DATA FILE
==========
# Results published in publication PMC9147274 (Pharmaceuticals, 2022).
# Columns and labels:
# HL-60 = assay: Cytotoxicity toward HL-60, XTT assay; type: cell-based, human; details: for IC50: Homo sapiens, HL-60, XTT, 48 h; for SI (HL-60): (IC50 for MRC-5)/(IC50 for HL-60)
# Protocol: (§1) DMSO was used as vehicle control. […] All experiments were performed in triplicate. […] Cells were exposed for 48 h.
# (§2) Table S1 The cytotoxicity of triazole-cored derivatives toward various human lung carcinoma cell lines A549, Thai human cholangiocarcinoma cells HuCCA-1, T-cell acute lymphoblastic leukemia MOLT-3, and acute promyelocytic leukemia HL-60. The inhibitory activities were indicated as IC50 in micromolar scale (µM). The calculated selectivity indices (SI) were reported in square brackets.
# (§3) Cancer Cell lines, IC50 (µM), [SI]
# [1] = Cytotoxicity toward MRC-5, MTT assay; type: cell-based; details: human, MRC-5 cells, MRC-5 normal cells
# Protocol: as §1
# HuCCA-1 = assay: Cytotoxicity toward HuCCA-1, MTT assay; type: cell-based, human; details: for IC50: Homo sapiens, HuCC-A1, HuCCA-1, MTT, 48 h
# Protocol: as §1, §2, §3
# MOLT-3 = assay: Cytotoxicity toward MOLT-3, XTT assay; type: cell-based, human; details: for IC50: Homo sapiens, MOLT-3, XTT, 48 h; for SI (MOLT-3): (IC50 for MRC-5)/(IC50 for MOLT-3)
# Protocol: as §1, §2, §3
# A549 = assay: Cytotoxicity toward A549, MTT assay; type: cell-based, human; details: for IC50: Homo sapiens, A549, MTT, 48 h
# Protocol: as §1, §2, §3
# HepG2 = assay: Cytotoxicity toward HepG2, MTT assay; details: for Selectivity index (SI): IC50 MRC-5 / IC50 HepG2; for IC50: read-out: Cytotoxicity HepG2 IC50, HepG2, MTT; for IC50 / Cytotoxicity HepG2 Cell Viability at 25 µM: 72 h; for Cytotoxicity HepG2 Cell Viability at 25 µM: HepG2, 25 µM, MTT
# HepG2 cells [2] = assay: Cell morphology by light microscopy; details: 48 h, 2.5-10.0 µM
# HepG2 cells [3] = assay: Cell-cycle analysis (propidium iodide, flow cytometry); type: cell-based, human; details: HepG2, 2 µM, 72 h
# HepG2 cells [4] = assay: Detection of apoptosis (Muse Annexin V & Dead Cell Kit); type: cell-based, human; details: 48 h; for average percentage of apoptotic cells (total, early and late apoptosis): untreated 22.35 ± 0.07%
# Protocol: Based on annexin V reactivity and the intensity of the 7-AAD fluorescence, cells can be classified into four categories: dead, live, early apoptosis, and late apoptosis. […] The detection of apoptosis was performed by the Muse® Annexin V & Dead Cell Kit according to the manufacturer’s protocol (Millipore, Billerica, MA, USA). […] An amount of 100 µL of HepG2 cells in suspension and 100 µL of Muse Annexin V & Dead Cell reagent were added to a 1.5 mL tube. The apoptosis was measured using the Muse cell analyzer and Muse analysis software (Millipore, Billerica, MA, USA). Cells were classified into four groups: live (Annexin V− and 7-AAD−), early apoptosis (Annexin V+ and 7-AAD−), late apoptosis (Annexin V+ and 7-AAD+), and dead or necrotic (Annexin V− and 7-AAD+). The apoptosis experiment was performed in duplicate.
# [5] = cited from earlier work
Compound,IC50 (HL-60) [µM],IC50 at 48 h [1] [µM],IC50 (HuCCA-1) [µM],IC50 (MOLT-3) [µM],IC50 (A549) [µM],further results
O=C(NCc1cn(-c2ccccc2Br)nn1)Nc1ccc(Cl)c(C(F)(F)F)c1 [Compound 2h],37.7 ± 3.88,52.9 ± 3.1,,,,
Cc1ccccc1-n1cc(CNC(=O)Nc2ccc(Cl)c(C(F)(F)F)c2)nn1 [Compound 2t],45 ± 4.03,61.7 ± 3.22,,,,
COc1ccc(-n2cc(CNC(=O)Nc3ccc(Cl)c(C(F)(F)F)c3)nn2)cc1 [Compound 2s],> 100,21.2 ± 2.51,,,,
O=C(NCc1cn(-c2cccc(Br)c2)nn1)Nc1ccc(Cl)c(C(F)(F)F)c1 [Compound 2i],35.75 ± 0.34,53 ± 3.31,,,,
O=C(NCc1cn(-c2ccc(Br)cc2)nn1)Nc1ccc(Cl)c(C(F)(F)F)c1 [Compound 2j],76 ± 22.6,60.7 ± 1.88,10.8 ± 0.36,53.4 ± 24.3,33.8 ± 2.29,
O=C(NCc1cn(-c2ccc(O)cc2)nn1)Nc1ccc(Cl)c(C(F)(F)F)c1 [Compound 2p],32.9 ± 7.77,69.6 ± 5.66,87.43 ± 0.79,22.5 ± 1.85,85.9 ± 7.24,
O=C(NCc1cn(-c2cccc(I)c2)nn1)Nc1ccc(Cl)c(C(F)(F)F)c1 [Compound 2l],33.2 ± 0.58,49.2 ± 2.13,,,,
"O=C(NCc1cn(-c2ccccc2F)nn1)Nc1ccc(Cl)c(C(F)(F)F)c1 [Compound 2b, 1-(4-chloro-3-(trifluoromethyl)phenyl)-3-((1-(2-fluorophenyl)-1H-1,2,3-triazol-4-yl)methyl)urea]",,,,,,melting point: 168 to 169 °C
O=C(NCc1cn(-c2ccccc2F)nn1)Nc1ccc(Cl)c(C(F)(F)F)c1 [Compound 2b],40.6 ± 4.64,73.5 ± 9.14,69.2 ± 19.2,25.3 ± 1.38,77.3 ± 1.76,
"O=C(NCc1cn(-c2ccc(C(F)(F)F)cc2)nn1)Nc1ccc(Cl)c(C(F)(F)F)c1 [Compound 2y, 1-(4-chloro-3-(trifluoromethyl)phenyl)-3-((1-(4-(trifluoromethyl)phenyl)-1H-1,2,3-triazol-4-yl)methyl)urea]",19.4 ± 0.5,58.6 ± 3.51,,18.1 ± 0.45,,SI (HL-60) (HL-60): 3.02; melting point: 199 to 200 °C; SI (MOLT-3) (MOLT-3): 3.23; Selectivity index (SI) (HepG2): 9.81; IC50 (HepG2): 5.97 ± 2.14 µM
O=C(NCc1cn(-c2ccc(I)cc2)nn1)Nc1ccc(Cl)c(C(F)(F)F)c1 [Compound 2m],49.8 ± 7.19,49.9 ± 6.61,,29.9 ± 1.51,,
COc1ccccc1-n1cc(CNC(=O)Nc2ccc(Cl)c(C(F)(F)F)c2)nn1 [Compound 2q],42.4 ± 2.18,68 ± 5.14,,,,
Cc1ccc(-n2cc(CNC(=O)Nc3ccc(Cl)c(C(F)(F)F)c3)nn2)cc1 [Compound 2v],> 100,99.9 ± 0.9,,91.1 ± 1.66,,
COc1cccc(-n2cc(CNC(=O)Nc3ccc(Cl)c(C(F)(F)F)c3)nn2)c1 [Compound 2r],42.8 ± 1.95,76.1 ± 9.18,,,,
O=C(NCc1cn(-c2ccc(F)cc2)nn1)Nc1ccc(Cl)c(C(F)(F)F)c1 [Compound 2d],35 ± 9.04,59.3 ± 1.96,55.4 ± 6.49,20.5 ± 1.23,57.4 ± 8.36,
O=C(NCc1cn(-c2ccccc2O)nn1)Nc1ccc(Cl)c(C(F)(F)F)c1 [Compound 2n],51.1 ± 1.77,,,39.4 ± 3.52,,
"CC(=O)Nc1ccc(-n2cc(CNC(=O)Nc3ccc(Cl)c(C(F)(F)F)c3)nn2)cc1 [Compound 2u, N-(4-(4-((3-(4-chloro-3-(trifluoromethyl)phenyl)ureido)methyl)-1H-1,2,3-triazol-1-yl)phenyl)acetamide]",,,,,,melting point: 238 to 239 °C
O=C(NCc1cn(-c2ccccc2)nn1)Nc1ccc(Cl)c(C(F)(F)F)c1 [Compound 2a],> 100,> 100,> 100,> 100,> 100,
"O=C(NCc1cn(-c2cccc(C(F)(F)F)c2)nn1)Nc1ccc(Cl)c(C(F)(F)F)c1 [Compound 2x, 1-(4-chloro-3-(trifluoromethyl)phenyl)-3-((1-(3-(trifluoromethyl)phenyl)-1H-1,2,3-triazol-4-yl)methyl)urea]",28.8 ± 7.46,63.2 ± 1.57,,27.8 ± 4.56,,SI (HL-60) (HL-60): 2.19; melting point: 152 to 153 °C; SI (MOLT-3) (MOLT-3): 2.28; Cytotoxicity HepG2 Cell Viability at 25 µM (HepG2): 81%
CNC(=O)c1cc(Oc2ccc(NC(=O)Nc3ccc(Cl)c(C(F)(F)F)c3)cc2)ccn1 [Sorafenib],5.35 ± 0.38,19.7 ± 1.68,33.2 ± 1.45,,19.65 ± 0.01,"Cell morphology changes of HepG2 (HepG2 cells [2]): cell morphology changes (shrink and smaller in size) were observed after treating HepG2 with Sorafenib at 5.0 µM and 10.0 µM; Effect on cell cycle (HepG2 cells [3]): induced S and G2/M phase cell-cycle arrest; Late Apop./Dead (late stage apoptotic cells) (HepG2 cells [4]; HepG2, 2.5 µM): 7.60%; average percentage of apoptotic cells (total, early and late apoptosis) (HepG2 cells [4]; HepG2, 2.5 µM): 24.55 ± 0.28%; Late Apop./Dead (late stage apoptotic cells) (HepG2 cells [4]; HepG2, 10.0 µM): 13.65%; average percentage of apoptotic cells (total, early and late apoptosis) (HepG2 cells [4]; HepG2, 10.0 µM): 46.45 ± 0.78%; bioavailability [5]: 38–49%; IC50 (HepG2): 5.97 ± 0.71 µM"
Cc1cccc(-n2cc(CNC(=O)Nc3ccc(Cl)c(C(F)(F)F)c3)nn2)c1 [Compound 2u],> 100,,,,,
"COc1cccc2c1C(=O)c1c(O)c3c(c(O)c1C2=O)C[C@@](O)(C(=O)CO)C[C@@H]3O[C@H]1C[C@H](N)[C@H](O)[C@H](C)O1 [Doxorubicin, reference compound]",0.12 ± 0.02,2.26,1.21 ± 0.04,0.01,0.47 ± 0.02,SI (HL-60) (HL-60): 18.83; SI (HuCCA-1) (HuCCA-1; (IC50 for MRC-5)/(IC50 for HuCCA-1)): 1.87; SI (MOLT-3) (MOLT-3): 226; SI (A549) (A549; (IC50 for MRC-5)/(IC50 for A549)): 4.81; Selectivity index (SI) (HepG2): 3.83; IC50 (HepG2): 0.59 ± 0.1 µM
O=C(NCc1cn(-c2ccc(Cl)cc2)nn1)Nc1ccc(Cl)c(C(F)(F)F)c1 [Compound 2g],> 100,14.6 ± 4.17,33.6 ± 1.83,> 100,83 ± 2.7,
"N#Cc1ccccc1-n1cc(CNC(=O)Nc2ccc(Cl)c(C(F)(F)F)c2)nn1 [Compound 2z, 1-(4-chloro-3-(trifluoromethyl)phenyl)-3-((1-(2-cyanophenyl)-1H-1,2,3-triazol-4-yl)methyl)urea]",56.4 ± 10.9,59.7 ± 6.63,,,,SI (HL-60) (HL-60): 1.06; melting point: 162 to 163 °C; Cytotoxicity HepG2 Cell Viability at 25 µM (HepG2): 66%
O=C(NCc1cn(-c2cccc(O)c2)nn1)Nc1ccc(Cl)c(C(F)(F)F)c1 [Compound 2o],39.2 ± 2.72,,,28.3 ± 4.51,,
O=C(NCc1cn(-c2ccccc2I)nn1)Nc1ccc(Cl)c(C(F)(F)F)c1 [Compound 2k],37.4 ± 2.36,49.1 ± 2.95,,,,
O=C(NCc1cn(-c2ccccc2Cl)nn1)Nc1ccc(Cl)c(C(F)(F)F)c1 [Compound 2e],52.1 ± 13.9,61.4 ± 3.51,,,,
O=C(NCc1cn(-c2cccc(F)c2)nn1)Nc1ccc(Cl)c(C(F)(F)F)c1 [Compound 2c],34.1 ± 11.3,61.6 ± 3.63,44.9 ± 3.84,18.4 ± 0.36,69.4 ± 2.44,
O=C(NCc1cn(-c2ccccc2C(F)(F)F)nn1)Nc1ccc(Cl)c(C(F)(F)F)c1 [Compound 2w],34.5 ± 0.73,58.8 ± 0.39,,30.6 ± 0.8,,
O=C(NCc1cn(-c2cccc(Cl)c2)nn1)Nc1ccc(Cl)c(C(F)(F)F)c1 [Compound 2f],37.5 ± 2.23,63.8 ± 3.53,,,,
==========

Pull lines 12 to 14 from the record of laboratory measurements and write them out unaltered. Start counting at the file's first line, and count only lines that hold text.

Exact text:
# Protocol: as §1, §2, §3
# A549 = assay: Cytotoxicity toward A549, MTT assay; type: cell-based, human; details: for IC50: Homo sapiens, A549, MTT, 48 h
# Protocol: as §1, §2, §3